How should they get started?

Just engage in the project(s) you are using by sending feedback to the devs and help other members out. It may seem as an insignificant step but doing that actually helps the FOSS projects and their communities to go forward.

What difficulties and limitations do you see with FOSS?

The major difficulty is the cooperation with certain closed source software that are ruling the digital world for the vast majority.

I completely understand that a company has a business earning model and you don’t have to give all your trade secrets away, but the last decade individual privacy breach was and still is a hot topic and let’s be honest, the tech giants have made a mess with that.

I’m convinced that if everyone in the tech world uses a certain standard in particular in the privacy area and compatibility, it would make things so much more clear for the average tech user whose knowledge don’t go further than powering on or resetting a device.

In that scenario, the FOSS option would offer a bare, but very usable software package versus the same package with extra layers of convenience with all the bells and whistles a company can offer on the commercial side. Making that choice will not lose tech companies customers, it will actually gain their trust towards everyone.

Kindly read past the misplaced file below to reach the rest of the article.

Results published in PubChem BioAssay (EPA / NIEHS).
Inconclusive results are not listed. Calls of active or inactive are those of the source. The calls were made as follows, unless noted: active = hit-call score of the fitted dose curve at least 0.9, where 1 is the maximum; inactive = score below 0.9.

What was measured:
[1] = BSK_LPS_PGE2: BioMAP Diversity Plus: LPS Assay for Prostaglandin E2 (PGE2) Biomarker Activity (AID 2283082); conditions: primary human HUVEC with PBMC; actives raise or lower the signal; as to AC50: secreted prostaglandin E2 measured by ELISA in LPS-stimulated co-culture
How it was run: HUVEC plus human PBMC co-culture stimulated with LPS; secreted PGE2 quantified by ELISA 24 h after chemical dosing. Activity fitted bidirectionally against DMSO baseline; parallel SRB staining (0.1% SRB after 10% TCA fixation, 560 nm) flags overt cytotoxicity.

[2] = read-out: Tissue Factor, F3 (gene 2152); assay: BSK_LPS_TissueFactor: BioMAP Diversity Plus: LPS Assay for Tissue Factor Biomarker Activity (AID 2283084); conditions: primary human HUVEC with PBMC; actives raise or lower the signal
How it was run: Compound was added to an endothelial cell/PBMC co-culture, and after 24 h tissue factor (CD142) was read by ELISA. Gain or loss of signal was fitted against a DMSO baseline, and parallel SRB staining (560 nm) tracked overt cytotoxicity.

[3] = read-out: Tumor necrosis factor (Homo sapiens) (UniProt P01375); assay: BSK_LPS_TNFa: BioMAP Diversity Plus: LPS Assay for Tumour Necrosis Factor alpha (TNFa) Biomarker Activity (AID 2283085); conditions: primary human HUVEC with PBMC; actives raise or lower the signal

This would make the choice between FOSS and closed source more fair and not as it is now, that the majority of tech users think the FOSS option is an inferior choice and only for computer nerds.

How can they be solved?

Big tech companies are making small steps towards the FOSS community and that is an achievement that deserves applause, but a bridge has to be build from two sides and we, the FOSS community, must acknowledge those steps by letting our guard down gradually. I know that trust has to be gained but they are building a foundation on the other side, so we must start doing that also, otherwise this bridge will collapse and this significant step will die in vain.

Where do you see difficulties in contributing?

The biggest difficulty is that most users think they can’t contribute because they have no coding skills, FOSS is more than coding, it also needs translating, being a spokesperson of the projects you’re involved with and you can do that very locally or contribute with your creativity or perhaps bussiness knowledge. Whatever you do, always involve the developers of that particular project by talking with them before you act, most developers will welcome you with open arms and who knows, you’ll become an official team member of that particular project.

What does a perfect day off look like?

No matter which season, a perfect day for me means walking, cycling or just enjoying nature go its way, nothing beats a beautiful sunny day, walking on fresh snow or even walk on the beach or park against a stormy wind, and after that sharing a great meal accompanied with good wine with people you really care about.